(CNN) — First thing’s first: the title song of the week is ‘Greatest American Hero’.
Survey of the week: A new Reuters / Ipsos poll puts former Vice President Joe Biden at 47% to President Donald Trump’s 40% among registered voters. The survey was conducted partially during the Democratic National Convention and partially during the Republican National Convention.
Biden’s lead in the average of all polls has been consistent and most polls (unlike Ipsos) have him with more than 50% of the vote.
What is the point: one of the most interesting phenomena during this campaign has been watching analysts, experts and voters grapple with what happened in 2016. The poll suggested that Trump would lose to Hillary Clinton, and he, of course, won in the Electoral College.
An answer to the current data and the reaction to it comes from Jim Vandehei of Axios. He says the conventional wisdom that Trump can’t win is wrong.
The result of the 2016 outcome for this cycle is that the general public is not convinced by the polls that show Biden clearly ahead. They believe Trump is going to win.
A Pew Research Center poll released earlier this month shows quite well what is going on. The poll saw Biden rise 8 points over Trump, very similar to the average and the Ipsos poll discussed above.
However, the same poll found that Americans believed by a margin of 51% to 46% that Trump would defeat Biden in the election. (Among voters, it was a tighter difference of 50% to 48% in favor of Trump.)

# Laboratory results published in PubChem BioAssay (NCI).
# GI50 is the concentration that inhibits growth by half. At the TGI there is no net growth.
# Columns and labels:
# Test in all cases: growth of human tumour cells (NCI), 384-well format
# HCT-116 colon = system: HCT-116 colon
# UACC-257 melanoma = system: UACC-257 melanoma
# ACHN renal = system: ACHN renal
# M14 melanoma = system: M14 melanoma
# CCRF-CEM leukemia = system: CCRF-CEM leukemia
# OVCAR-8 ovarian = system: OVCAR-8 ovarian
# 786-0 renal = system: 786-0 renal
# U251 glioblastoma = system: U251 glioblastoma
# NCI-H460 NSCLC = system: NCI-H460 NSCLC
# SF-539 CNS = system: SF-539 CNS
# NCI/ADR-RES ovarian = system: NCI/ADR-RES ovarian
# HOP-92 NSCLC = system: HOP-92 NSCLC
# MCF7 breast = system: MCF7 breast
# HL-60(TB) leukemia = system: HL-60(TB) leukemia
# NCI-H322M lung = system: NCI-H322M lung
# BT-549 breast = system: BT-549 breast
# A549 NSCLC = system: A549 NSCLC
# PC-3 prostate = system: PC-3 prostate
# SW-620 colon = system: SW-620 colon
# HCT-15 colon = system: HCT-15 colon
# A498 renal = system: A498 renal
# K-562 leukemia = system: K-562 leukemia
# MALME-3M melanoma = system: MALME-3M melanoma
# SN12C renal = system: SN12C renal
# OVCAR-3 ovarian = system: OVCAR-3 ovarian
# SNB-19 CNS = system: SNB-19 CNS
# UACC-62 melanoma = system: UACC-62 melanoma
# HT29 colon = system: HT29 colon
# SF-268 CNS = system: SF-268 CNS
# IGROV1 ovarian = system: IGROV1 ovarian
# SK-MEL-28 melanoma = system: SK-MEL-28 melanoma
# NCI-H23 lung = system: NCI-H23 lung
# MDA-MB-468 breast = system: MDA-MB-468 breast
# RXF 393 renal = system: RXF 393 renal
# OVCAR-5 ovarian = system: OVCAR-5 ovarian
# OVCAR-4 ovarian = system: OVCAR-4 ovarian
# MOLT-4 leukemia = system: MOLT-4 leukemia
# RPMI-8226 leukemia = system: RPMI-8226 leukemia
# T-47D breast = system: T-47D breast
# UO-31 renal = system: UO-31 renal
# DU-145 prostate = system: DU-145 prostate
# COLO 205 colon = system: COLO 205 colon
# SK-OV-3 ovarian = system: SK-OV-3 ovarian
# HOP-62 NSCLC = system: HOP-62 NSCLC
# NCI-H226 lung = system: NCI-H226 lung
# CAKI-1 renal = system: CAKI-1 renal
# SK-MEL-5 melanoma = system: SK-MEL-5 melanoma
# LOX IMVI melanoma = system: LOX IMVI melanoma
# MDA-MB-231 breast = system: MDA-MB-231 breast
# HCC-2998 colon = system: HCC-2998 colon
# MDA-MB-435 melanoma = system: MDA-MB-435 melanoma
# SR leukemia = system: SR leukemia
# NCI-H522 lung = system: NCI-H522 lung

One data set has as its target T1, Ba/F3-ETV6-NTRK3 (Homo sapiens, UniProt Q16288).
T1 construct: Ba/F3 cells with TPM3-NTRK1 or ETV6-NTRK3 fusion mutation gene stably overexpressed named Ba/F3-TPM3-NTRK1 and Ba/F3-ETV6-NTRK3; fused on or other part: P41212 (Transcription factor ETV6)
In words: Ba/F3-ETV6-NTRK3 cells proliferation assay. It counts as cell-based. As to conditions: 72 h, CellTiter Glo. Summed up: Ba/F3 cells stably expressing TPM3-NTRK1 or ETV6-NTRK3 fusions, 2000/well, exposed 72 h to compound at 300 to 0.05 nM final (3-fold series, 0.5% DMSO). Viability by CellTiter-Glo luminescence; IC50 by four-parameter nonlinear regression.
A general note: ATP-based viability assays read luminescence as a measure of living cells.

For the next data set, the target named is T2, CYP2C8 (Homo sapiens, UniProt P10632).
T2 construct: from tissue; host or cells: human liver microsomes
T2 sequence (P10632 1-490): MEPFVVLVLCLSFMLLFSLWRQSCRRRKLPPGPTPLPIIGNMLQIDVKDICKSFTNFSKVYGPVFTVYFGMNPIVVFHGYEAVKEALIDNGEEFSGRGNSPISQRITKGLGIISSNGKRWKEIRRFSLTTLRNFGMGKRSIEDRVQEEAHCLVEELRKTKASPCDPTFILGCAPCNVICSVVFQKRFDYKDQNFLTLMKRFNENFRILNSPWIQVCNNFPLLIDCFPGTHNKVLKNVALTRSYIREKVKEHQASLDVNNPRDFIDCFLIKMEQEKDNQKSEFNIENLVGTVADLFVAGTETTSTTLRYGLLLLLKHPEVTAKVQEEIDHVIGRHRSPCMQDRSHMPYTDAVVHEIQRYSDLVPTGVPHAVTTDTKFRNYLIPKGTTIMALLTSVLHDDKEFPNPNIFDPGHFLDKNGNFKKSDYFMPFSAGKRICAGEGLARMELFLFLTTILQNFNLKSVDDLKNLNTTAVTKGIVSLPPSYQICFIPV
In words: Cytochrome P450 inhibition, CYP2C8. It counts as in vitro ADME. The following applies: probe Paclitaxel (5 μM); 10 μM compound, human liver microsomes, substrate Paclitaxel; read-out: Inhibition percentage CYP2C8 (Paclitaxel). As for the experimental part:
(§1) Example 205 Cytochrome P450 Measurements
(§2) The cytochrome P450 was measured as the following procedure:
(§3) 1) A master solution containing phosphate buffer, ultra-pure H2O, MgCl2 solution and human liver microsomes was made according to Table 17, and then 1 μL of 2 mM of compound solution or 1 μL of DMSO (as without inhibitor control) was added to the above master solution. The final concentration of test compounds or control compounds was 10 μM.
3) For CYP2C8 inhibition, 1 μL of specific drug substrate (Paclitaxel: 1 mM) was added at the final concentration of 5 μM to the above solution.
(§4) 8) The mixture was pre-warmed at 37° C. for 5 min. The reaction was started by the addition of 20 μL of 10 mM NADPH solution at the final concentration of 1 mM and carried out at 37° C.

The poll indicates that voters believe the race will turn in Trump’s favor or that the poll is wrong.
Interestingly, the poll was self-administered via the internet with no live interviewers, so it is not as if the voters who said they would vote for Biden had reason to give what they might perceive as the most socially desirable response (i.e. not voting. by Trump).
Despite this, some voters think the election is doomed.
Another question on the idea of potentially hidden Trump voters shows something similar to the Pew poll. By a 5-point margin, voters in an August Fox News poll said they thought more of their neighbors will vote for Trump over Biden. The Democrat was ahead in the race by 7 points in the poll.
The poll of who voters think is going to win is a marked departure from what was happening at this point four years ago. Voters believed Clinton would win by a 62% to 28% margin in a Quinnipiac University poll in mid-August.
However, polls at the time had Clinton ahead on average below what Biden currently has.
And, as I noted earlier, voters overwhelmingly believed that Clinton would win at the end of the 2016 campaign.
The fact that conventional wisdom was wrong in 2016 has clearly had a huge effect on people’s perceptions and not necessarily in a good way.
A plurality of Americans thought Republicans would remain in the House in 2018, even when polls suggested otherwise. Where deleted.
Today, there appears to be a continued overcorrection of Trump’s chances in 2020. Not only do more Americans think Trump will win, but the betting markets have Biden only as a nominal favorite.
None of these interpretations of the data are likely to be correct. It is very possible that Trump will defeat Biden, but it is not the most likely outcome.
While it’s good to use caution when interpreting survey data and recognizing that they only capture a moment in time, discarding it is not the correct answer.
Fortunately, most analysts I know do not do such a thing. They acknowledge that Biden is a favorite, but acknowledge that there is a chance that Trump could win.
Whether Trump’s chances shrink or increase in the coming weeks will largely depend on whether the race changes post-convention.
Please note that absentee ballots will begin shipping in North Carolina later this week and that many people will be voting by mail this year.
If Biden continues to have a clear lead in the polls over the next several weeks, Trump’s chances will begin to decline significantly.